check out the STATISTICS on what happens to kids who are taken, who become wards of the state. 2% graduate from college. teen parents, incarceration, homelessness, unemployment - the adult outcomes are not so rosy. your fantasy that destiny's family (6 of 7 in college) is representative of what happens in high poverty, drug involved, cps involve families is absurd.

if $250 can prevent the birth of a child who has a high chance of ending up in the system, its a bargain for mom and the baby. the women who take the money are not being forced to use birth control, they have human agency to have a baby or to use birth control. the women who use birth control can have a baby later, once they have gotten stable. you should offer the money to the daddies as well, cause it takes two to procreate.

i love my kids, i hope they all get it together, we are working to make that happen, but let me assure you, this has been a tough road to walk for all of us, and my kids are lucky to end up with a person like me. Many kids in foster care struggle. foster parenting is not easy peazy. check out the numbers, my dear radio lab friends. foster care is great evidence for the importance of both nurture. kids need stable, loving families to thrive in adulthood.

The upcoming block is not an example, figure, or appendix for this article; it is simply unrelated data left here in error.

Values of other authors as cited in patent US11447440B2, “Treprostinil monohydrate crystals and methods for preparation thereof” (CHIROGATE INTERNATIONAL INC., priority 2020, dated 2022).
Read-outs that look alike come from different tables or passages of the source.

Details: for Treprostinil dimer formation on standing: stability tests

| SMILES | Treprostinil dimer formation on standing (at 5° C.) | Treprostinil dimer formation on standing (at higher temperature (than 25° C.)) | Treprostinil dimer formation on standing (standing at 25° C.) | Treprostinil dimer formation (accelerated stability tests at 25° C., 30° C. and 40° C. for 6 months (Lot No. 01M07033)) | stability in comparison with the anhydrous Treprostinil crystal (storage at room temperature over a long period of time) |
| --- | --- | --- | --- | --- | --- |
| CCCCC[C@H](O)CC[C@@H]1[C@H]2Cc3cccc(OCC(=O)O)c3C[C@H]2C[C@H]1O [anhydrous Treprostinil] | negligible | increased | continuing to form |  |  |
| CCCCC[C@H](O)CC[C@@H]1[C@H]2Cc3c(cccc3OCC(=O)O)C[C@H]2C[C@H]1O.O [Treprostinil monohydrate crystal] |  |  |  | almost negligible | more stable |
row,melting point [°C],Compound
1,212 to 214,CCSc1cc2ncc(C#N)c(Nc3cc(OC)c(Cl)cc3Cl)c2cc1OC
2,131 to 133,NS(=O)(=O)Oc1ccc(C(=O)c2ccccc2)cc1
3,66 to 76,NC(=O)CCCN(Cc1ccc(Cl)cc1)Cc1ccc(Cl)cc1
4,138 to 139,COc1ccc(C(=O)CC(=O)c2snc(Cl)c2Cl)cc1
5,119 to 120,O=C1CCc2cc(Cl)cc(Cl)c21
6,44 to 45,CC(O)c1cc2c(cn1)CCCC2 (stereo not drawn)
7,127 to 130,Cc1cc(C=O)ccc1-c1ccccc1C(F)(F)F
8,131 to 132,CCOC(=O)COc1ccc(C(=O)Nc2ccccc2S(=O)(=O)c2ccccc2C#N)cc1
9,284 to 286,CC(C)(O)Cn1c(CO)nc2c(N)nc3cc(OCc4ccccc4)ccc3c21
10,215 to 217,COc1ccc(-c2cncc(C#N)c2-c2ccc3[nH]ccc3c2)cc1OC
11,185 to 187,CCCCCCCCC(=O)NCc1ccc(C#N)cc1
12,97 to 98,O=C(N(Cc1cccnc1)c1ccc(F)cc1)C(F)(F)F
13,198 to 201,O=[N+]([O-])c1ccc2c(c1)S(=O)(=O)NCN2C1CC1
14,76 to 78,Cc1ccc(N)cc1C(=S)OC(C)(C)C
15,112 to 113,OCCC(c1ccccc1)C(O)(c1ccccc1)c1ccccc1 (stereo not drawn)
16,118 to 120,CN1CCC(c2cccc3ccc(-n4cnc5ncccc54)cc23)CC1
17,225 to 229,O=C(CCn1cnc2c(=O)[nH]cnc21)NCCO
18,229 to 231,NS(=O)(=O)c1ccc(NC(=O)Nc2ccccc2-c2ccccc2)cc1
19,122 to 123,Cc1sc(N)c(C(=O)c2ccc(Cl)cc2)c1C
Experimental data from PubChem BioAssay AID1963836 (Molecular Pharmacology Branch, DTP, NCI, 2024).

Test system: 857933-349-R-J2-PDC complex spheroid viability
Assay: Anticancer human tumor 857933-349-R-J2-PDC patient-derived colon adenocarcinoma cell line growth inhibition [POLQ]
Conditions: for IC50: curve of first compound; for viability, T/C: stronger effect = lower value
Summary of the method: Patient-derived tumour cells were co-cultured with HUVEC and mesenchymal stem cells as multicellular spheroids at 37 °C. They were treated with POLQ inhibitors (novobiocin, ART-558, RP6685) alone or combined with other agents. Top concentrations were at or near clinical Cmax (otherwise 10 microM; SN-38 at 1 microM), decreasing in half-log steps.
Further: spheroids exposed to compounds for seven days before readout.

Jul. 16 2013 07:02 AM
Bart D from Washington, DC

The segment on Barbara Harris was well done and nuanced. Certainly, there are morally ambiguous aspects to Barbara's campaign for listeners wherever they fall on the spectrum of the Life debate. But If there's a slippery slope to Barbara's arguments, to keep with the metaphor, why not think about the moral plunge and rocks below as as full access to abortion at any trimester. It makes the debate over a private citizen or organization paying drug-addicted women to use birth control or even become sterilized seem incredibly trite.